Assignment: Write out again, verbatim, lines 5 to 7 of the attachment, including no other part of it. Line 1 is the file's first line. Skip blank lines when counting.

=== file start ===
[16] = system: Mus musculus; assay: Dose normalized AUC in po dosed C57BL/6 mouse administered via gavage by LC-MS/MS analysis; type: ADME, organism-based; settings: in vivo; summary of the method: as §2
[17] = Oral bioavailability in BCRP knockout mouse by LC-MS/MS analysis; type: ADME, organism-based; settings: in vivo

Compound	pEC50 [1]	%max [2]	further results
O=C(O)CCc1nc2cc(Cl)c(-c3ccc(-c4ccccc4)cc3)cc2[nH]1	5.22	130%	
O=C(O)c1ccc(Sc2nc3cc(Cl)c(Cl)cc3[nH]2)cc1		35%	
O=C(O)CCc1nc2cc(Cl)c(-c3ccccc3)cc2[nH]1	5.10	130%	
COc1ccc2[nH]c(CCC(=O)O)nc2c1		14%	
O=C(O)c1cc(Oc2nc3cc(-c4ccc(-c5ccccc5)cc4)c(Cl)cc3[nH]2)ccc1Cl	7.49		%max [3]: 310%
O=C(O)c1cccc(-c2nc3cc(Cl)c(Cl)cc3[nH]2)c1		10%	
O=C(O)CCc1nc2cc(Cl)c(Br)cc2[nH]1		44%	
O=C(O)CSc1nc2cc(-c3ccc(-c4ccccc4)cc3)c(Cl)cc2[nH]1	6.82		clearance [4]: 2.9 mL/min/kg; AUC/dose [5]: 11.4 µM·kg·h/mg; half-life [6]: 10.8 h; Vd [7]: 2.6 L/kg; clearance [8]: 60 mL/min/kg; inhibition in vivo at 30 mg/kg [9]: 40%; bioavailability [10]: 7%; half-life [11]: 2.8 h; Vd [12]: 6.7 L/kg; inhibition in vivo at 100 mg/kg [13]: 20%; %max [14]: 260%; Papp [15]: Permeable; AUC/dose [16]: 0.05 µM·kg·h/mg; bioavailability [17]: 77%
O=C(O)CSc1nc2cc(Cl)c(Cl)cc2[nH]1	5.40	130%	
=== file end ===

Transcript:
O=C(O)c1ccc(Sc2nc3cc(Cl)c(Cl)cc3[nH]2)cc1		35%	
O=C(O)CCc1nc2cc(Cl)c(-c3ccccc3)cc2[nH]1	5.10	130%	
COc1ccc2[nH]c(CCC(=O)O)nc2c1		14%	